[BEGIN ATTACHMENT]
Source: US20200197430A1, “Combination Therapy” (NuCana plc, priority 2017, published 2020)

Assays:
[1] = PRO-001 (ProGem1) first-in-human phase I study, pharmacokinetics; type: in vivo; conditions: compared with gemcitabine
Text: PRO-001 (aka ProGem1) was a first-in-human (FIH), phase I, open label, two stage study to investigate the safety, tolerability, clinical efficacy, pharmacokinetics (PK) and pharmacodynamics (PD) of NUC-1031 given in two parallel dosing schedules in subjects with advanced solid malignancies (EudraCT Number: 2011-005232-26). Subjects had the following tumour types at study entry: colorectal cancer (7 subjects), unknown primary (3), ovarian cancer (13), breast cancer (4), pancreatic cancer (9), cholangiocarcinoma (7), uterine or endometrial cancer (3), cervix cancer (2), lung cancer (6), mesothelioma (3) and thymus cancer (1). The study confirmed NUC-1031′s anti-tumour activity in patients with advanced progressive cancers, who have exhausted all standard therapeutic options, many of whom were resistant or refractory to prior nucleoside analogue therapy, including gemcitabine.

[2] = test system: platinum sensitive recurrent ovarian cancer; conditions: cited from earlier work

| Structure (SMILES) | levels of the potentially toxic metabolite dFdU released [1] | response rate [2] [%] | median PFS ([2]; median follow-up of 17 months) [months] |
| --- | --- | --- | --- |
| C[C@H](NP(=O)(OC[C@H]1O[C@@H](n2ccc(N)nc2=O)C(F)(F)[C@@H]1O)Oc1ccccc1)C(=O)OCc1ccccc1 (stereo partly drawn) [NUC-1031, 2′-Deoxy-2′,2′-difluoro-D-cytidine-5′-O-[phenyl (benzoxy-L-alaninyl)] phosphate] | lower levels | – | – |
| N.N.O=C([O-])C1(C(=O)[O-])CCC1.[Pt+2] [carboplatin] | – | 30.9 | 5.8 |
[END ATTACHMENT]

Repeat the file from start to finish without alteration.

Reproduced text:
Source: US20200197430A1, “Combination Therapy” (NuCana plc, priority 2017, published 2020)

Assays:
[1] = PRO-001 (ProGem1) first-in-human phase I study, pharmacokinetics; type: in vivo; conditions: compared with gemcitabine
Text: PRO-001 (aka ProGem1) was a first-in-human (FIH), phase I, open label, two stage study to investigate the safety, tolerability, clinical efficacy, pharmacokinetics (PK) and pharmacodynamics (PD) of NUC-1031 given in two parallel dosing schedules in subjects with advanced solid malignancies (EudraCT Number: 2011-005232-26). Subjects had the following tumour types at study entry: colorectal cancer (7 subjects), unknown primary (3), ovarian cancer (13), breast cancer (4), pancreatic cancer (9), cholangiocarcinoma (7), uterine or endometrial cancer (3), cervix cancer (2), lung cancer (6), mesothelioma (3) and thymus cancer (1). The study confirmed NUC-1031′s anti-tumour activity in patients with advanced progressive cancers, who have exhausted all standard therapeutic options, many of whom were resistant or refractory to prior nucleoside analogue therapy, including gemcitabine.

[2] = test system: platinum sensitive recurrent ovarian cancer; conditions: cited from earlier work

| Structure (SMILES) | levels of the potentially toxic metabolite dFdU released [1] | response rate [2] [%] | median PFS ([2]; median follow-up of 17 months) [months] |
| --- | --- | --- | --- |
| C[C@H](NP(=O)(OC[C@H]1O[C@@H](n2ccc(N)nc2=O)C(F)(F)[C@@H]1O)Oc1ccccc1)C(=O)OCc1ccccc1 (stereo partly drawn) [NUC-1031, 2′-Deoxy-2′,2′-difluoro-D-cytidine-5′-O-[phenyl (benzoxy-L-alaninyl)] phosphate] | lower levels | – | – |
| N.N.O=C([O-])C1(C(=O)[O-])CCC1.[Pt+2] [carboplatin] | – | 30.9 | 5.8 |